There are a good many folks who believe that at the end of the day, the patent lawyers currently involved in the Android suits will walk away fatter and richer. Well, okay, that part is true. What isn't necessarily true is that Apple will offer cross-licensing terms or simply collect patent royalties from HTC, Samsung and other Android devices makers. And many "experts" and analysts believe that is how all this is going to end.
Think back to the iPods. The scroll wheel. Now, I ask you this: which other companies out there have a MP3 player with a scroll/click wheel? It's been 11 years, folks. From Sony? Samsung? Creative?
That's right. None. And you know why? Because Apple made it so. It was a patented feature that it was not willing to share with anyone else on the planet (or on any other planet as far as we know).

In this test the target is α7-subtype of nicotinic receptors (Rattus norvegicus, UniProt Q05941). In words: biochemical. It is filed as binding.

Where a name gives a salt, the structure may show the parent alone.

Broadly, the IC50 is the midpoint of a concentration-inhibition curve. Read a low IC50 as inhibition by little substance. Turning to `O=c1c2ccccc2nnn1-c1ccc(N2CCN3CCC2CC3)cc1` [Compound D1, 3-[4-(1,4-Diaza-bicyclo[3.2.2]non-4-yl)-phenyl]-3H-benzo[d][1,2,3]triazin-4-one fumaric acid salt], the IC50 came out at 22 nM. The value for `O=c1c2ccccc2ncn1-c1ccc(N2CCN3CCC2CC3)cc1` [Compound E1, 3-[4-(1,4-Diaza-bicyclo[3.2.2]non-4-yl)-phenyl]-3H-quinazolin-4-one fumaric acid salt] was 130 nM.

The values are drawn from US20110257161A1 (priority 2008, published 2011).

Now consider the features that Apple is suing Android device makers for. Patents range in how devices work to how it looks and how the UI responds to users. Among those are the multi-touch gestures and the scrolling actions that make some of the iPhone experiences unique.
And that was before Apple was granted this key multitouch patent that has the potential to be an even greater implication and a new weapon for Apple to bring to the mobile war. Consider the FAQ from CNet about the new multitouch patent that was granted to Apple. If you're a competitor, this is a scary thing. It looks pretty air tight. And like myself, the FAQ believes Apple will not be trying to collect multi-touch royalties from competitors.
Essentially, Apple is going to make its competitors work around its patents. To put it more politically correct, they're going to have to innovate. In other terms, Apple is trying to make sure its mobile devices offer an unique mobile experience.
Apple wants user to be able to tell the difference between its iOS devices and those of its competitors.